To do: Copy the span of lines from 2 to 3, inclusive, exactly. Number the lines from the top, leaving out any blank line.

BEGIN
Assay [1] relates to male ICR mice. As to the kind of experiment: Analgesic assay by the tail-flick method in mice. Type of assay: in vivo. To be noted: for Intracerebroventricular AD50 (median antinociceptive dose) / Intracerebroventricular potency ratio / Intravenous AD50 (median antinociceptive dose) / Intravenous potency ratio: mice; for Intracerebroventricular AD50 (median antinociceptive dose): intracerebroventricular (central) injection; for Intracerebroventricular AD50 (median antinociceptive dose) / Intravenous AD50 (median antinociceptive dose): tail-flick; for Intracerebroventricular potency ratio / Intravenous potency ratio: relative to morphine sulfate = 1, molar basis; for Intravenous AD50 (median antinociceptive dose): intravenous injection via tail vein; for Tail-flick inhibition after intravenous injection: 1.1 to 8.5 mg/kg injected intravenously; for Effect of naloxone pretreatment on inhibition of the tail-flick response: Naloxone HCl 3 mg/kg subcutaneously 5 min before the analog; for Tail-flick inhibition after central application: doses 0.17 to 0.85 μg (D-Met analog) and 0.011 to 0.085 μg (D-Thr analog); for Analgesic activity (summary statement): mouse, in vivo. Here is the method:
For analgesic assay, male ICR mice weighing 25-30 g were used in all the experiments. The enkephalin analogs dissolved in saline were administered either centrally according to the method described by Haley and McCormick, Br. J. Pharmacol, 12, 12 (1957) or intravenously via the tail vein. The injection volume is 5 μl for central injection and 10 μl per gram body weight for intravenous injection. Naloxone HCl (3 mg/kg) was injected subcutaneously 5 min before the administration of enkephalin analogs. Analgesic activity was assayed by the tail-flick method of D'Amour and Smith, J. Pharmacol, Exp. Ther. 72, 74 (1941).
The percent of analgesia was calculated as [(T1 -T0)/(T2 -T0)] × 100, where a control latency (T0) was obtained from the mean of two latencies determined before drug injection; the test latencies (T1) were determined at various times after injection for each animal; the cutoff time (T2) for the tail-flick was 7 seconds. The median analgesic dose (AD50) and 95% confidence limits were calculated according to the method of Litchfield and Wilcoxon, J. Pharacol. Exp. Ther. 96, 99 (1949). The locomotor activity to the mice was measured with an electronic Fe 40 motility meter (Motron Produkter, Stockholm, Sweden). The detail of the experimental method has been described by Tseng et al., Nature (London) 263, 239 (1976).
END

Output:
For analgesic assay, male ICR mice weighing 25-30 g were used in all the experiments. The enkephalin analogs dissolved in saline were administered either centrally according to the method described by Haley and McCormick, Br. J. Pharmacol, 12, 12 (1957) or intravenously via the tail vein. The injection volume is 5 μl for central injection and 10 μl per gram body weight for intravenous injection. Naloxone HCl (3 mg/kg) was injected subcutaneously 5 min before the administration of enkephalin analogs. Analgesic activity was assayed by the tail-flick method of D'Amour and Smith, J. Pharmacol, Exp. Ther. 72, 74 (1941).
The percent of analgesia was calculated as [(T1 -T0)/(T2 -T0)] × 100, where a control latency (T0) was obtained from the mean of two latencies determined before drug injection; the test latencies (T1) were determined at various times after injection for each animal; the cutoff time (T2) for the tail-flick was 7 seconds. The median analgesic dose (AD50) and 95% confidence limits were calculated according to the method of Litchfield and Wilcoxon, J. Pharacol. Exp. Ther. 96, 99 (1949). The locomotor activity to the mice was measured with an electronic Fe 40 motility meter (Motron Produkter, Stockholm, Sweden). The detail of the experimental method has been described by Tseng et al., Nature (London) 263, 239 (1976).